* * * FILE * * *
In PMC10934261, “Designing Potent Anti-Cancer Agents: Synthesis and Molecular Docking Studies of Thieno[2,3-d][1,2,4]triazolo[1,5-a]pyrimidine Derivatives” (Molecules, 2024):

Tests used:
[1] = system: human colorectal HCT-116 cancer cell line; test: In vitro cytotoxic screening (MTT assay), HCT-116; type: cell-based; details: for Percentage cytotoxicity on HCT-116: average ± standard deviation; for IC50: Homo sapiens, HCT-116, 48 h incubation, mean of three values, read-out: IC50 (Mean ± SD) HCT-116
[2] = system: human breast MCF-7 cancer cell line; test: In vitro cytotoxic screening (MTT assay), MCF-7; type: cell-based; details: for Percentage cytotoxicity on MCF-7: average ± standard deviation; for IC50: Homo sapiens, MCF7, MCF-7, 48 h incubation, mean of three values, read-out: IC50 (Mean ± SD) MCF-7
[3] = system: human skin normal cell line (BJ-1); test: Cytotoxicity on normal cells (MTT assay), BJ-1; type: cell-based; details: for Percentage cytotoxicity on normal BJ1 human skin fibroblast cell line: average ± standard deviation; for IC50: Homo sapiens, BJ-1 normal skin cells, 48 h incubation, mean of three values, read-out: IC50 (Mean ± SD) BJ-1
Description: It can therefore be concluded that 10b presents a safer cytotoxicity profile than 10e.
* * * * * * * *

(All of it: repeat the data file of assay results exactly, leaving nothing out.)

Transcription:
In PMC10934261, “Designing Potent Anti-Cancer Agents: Synthesis and Molecular Docking Studies of Thieno[2,3-d][1,2,4]triazolo[1,5-a]pyrimidine Derivatives” (Molecules, 2024):

Tests used:
[1] = system: human colorectal HCT-116 cancer cell line; test: In vitro cytotoxic screening (MTT assay), HCT-116; type: cell-based; details: for Percentage cytotoxicity on HCT-116: average ± standard deviation; for IC50: Homo sapiens, HCT-116, 48 h incubation, mean of three values, read-out: IC50 (Mean ± SD) HCT-116
[2] = system: human breast MCF-7 cancer cell line; test: In vitro cytotoxic screening (MTT assay), MCF-7; type: cell-based; details: for Percentage cytotoxicity on MCF-7: average ± standard deviation; for IC50: Homo sapiens, MCF7, MCF-7, 48 h incubation, mean of three values, read-out: IC50 (Mean ± SD) MCF-7
[3] = system: human skin normal cell line (BJ-1); test: Cytotoxicity on normal cells (MTT assay), BJ-1; type: cell-based; details: for Percentage cytotoxicity on normal BJ1 human skin fibroblast cell line: average ± standard deviation; for IC50: Homo sapiens, BJ-1 normal skin cells, 48 h incubation, mean of three values, read-out: IC50 (Mean ± SD) BJ-1
Description: It can therefore be concluded that 10b presents a safer cytotoxicity profile than 10e.